Introduction to schtools

library(schtools)
library(dplyr)
#> 
#> Attaching package: 'dplyr'
#> The following objects are masked from 'package:stats':
#> 
#>     filter, lag
#> The following objects are masked from 'package:base':
#> 
#>     intersect, setdiff, setequal, union
library(ggplot2)
library(readr)
library(tidyr)

Handling mothur data

Calculate relative abundances

You can read a shared file and calculate relative abundances with calc_relabun():

shared_dat <- read_tsv(system.file("extdata", "test.shared", package = "schtools"))
#> Rows: 10 Columns: 15
#> ── Column specification ────────────────────────────────────────────────────────
#> Delimiter: "\t"
#> chr  (1): Group
#> dbl (14): label, numOtus, Otu0001, Otu0003, Otu0004, Otu00008, Otu0044, Otu0...
#> 
#> ℹ Use `spec()` to retrieve the full column specification for this data.
#> ℹ Specify the column types or set `show_col_types = FALSE` to quiet this message.
relabun_dat <- shared_dat %>%
    calc_relabun()
head(relabun_dat)
#> # A tibble: 6 × 3
#>   sample otu      rel_abun
#>   <chr>  <chr>       <dbl>
#> 1 p1     Otu0001      0   
#> 2 p1     Otu0003      0   
#> 3 p1     Otu0004      0   
#> 4 p1     Otu00008     0   
#> 5 p1     Otu0044      0.25
#> 6 p1     Otu0056      0.25

calc_relabun() returns the data frame in long format. You can use tidyr::pivot_wider() to convert it to wide format:

wide_dat <- relabun_dat %>%
    pivot_wider(names_from = "otu", values_from = "rel_abun")
head(wide_dat)
#> # A tibble: 6 × 13
#>   sample Otu0001 Otu0003 Otu0004 Otu00…¹ Otu0044 Otu0056 Otu0057 Otu0058 Otu0159
#>   <chr>    <dbl>   <dbl>   <dbl>   <dbl>   <dbl>   <dbl>   <dbl>   <dbl>   <dbl>
#> 1 p1       0        0      0       0       0.25    0.25    0       0.25      0  
#> 2 p2       0.167    0      0.167   0       0.167   0       0       0.167     0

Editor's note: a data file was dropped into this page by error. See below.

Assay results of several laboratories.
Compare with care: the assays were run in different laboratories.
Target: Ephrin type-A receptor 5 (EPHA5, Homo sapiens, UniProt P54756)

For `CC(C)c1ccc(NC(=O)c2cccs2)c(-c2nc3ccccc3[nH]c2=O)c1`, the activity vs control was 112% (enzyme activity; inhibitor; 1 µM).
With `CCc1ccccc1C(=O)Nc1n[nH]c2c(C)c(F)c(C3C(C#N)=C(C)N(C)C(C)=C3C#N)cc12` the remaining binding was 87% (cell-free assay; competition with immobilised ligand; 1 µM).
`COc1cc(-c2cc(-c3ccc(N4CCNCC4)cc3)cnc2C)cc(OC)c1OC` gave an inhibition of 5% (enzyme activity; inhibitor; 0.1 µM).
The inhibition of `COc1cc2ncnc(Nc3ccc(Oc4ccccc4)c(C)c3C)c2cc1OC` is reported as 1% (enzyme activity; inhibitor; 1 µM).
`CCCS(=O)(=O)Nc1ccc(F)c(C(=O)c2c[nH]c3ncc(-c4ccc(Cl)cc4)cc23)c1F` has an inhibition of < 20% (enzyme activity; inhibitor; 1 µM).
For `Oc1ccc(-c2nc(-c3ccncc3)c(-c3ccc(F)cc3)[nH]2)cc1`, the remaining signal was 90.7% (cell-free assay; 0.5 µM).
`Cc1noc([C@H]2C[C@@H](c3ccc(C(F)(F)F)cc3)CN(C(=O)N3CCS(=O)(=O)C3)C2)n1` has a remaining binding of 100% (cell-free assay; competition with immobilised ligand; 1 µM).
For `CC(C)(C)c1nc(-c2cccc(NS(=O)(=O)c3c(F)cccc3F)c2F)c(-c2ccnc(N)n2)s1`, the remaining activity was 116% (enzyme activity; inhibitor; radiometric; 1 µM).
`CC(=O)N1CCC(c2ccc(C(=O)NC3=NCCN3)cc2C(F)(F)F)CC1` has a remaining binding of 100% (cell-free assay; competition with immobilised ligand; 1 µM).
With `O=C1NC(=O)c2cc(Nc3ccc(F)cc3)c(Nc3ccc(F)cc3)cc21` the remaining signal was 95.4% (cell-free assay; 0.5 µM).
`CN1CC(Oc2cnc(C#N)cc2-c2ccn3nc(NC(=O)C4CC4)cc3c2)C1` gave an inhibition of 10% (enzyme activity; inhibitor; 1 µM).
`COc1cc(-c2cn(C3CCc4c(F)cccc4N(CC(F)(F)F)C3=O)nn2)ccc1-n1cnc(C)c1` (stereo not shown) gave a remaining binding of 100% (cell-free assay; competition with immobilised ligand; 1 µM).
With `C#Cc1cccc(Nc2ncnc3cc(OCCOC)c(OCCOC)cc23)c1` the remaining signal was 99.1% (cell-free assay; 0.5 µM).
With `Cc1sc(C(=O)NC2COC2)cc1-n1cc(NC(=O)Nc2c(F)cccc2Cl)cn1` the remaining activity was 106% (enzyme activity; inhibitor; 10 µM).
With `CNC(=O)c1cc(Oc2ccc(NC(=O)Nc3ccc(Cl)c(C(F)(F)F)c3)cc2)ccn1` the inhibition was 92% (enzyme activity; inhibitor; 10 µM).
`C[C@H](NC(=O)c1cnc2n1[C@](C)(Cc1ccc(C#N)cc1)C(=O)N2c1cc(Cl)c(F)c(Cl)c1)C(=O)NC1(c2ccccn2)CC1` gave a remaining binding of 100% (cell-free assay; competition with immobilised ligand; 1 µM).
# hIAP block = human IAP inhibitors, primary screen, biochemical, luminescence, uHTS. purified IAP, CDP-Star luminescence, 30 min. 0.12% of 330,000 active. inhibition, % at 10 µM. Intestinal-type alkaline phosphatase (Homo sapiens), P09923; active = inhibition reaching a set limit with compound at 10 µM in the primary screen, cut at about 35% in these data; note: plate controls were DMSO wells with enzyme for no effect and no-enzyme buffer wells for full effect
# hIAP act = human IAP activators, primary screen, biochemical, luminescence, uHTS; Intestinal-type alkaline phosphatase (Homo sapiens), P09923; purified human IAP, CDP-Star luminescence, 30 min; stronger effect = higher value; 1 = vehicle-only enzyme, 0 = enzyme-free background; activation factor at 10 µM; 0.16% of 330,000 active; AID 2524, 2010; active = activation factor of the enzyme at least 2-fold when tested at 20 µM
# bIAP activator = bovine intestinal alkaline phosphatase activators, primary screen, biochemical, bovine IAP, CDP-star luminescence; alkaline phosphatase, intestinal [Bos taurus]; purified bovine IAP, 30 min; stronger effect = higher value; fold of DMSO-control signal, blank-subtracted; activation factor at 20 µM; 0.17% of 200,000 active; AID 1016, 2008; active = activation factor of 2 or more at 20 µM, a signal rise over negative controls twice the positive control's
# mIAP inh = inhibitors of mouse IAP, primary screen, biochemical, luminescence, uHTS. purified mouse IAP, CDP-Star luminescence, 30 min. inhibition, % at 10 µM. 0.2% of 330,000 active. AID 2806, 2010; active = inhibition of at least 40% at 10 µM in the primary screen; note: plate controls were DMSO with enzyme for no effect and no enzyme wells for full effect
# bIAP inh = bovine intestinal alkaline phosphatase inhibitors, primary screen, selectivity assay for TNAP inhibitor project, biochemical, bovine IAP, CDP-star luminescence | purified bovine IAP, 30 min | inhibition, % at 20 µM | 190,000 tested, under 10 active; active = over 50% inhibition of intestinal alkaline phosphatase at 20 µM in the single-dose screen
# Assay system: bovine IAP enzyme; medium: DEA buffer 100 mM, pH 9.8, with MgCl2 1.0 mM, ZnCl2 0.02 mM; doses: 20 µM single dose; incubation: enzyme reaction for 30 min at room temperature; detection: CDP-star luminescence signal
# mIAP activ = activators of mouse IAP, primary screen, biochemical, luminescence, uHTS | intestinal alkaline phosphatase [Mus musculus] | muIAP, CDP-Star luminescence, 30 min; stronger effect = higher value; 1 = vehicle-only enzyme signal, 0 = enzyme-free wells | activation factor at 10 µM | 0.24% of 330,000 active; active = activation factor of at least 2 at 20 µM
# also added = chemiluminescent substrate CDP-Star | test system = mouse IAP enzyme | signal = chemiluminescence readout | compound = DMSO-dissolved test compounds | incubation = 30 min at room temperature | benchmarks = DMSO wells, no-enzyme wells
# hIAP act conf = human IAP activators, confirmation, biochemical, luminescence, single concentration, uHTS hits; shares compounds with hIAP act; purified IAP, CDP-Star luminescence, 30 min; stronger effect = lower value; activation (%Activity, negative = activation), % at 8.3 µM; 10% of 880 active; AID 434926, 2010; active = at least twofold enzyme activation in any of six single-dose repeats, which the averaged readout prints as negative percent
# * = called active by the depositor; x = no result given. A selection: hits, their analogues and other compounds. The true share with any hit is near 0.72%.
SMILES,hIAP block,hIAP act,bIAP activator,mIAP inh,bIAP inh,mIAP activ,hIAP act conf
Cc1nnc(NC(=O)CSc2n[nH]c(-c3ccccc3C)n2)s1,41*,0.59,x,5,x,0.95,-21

#> 3 p3       0        0.2    0       0       0.2     0       0       0         0.2
#> 4 p4       0.25     0.25   0       0.25    0       0       0       0         0  
#> 5 p5       0.25     0      0.25    0       0.25    0       0       0         0  
#> 6 p6       0.167    0      0       0.167   0       0.167   0.167   0.167     0  
#> # … with 3 more variables: Otu0208 <dbl>, Otu0328 <dbl>, Otu0329 <dbl>, and
#> #   abbreviated variable name ¹​Otu00008

You can see that the relative abundances for each sample sum to 1:

wide_dat %>%
    select(starts_with("Otu")) %>%
    rowSums()
#>  [1] 1 1 1 1 1 1 1 1 1 1

Taxonomy files

mothur formats taxonomy files as tab-separated values (tsv). You can use read_tax() to parse the taxonomy data and create separate columns for each taxonomic level.

tax_dat <- read_tax(system.file("extdata", "test.taxonomy", package = "schtools"))
head(tax_dat)
#> # A tibble: 6 × 10
#>   otu      otu_label tax_otu_l…¹ label…² kingdom phylum class order family genus
#>   <chr>    <chr>     <chr>       <chr>   <chr>   <chr>  <chr> <chr> <chr>  <chr>
#> 1 Otu0001  OTU 1     Bacteroide… <i>Bac… Bacter… Bacte… Bact… Bact… Bacte… Bact…
#> 2 Otu0003  OTU 3     Porphyromo… <i>Por… Bacter… Bacte… Bact… Bact… Porph… Porp…
#> 3 Otu0004  OTU 4     Porphyromo… <i>Por… Bacter… Bacte… Bact… Bact… Porph… Porp…
#> 4 Otu00008 OTU 8     Enterobact… <i>Ent… Bacter… Prote… Gamm… Ente… Enter… Ente…
#> 5 Otu0044  OTU 44    Bacteria (… <i>Bac… Bacter… Bacte… Bact… Bact… Bacte… Bact…
#> 6 Otu0056  OTU 56    Bacteria (… <i>Bac… Bacter… Bacte… Bact… Bact… Bacte… Bact…